Our Lady of Loreto and St. Josemaria Escriva
“I noticed that above the altar in that holy house, which tradition says was the home of Jesus, Mary, and Joseph, these words were written: Here the Word was made flesh. Here, on a bit of the earth on which we live, in a house built by men, God dwelt.”
St. Josemaria Escriva
Christ Is Passing By, no. 12
Since the fourteenth century, pilgrims have made their way to the Shrine of Our Lady of Loreto at the Basilica of the Holy House in Loreto, Italy. The basilica holds what is believed to be the house of the Holy Family of Nazareth. It also believed to be the house in which Mary was born and raised and the site of the Annunciation. In order to protect the house from various invasions throughout the centuries, it is believed that it was miraculously carried by angels from Nazareth to Croatia and then finally to Italy. The miraculous image of Our Lady of Loreto is enshrined inside the Holy House.
Our Lady of Loreto is also well-known among the faithful because of the Litany of the Blessed Virgin Mary. The Litany is also known as the Litany of Loreto having been named after its place of origin, the Shrine of Our Lady of Loreto, where it was known to be recited as early as 1558.
St. Josemaria Escriva made a pilgrimage to Loreto for the first time in January 1948. He considered himself especially indebted to Our Lady of Loreto for a very particular reason: she had heard his prayer in a great time of need. The 1940s and 50s were years of profound suffering for St. Josemaria because of the misunderstandings and conflicts he endured to establish and expand Opus Dei. Amidst all these difficulties he decided to go to Loreto to place himself under Our Lady’s protection and to consecrate Opus Dei to her.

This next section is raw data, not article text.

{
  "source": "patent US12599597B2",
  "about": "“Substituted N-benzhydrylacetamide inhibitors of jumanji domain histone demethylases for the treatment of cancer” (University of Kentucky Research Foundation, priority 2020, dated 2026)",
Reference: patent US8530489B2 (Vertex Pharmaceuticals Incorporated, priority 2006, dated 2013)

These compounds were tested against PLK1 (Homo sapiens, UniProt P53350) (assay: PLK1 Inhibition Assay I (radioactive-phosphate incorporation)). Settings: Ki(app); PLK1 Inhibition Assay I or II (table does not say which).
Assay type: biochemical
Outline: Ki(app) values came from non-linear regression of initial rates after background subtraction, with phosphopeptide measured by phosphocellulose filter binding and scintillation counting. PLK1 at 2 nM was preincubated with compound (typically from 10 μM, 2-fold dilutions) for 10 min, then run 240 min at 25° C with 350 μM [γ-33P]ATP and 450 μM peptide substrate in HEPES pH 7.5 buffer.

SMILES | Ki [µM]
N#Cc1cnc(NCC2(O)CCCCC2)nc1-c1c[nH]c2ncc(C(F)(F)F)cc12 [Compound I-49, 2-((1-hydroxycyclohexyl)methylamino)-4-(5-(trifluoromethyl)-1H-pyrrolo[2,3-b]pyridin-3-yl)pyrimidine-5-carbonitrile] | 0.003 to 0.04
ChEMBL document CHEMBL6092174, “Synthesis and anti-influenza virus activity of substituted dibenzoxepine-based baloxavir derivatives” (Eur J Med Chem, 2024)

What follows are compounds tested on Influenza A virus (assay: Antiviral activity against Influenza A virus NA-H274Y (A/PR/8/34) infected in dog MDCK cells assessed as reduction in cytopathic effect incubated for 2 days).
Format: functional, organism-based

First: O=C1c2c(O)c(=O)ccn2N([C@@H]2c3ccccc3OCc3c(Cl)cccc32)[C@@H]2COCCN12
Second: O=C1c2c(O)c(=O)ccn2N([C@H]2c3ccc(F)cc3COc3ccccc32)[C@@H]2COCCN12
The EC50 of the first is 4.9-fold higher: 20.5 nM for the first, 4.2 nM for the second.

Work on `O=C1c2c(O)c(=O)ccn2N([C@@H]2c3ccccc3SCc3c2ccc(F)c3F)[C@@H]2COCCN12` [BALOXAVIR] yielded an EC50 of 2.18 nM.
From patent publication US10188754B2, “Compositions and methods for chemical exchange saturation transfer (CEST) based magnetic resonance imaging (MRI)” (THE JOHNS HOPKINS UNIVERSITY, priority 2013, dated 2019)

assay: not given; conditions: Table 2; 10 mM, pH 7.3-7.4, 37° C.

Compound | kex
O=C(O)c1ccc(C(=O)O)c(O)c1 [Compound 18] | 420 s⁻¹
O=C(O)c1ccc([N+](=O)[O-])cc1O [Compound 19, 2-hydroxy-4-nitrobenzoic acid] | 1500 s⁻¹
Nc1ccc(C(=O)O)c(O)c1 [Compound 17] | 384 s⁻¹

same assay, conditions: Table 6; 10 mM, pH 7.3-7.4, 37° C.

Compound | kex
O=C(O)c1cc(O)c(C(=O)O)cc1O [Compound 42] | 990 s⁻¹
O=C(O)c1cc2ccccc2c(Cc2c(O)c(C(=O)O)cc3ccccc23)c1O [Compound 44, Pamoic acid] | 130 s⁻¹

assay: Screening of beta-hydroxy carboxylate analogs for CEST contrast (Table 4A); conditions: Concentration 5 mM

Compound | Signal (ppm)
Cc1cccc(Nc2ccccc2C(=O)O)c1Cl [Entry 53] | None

St. Josemaria visited the Holy House of Nazareth on seven more occasions: August 14, 1951; November 7, 1953; May 12, 1955; May 8, 1960; April 22, 1969; May 8, 1969; and the last one on April 22, 1971.
On December 9, 1973, he said, “I think that all the representations, all the names, all the invocations given by Christians to the Virgin Mary, are wonderful. But in Loreto I am especially indebted to our Lady.”
On October 7, 2019, Pope Francis approved adding the feast of Our Lady of Loreto (December 10) to all calendars and liturgical books for the celebration of the Mass and the Liturgy of the Hours. The decree published by the Vatican Congregation for Divine Worship and the Sacraments explains that putting the celebration of the feast day on the universal calendar, “will help all people, especially families, youth and religious to imitate the virtues of the perfect disciple of the Gospel, the Virgin Mother, who, in conceiving the head of the Church also accepted us as her own.”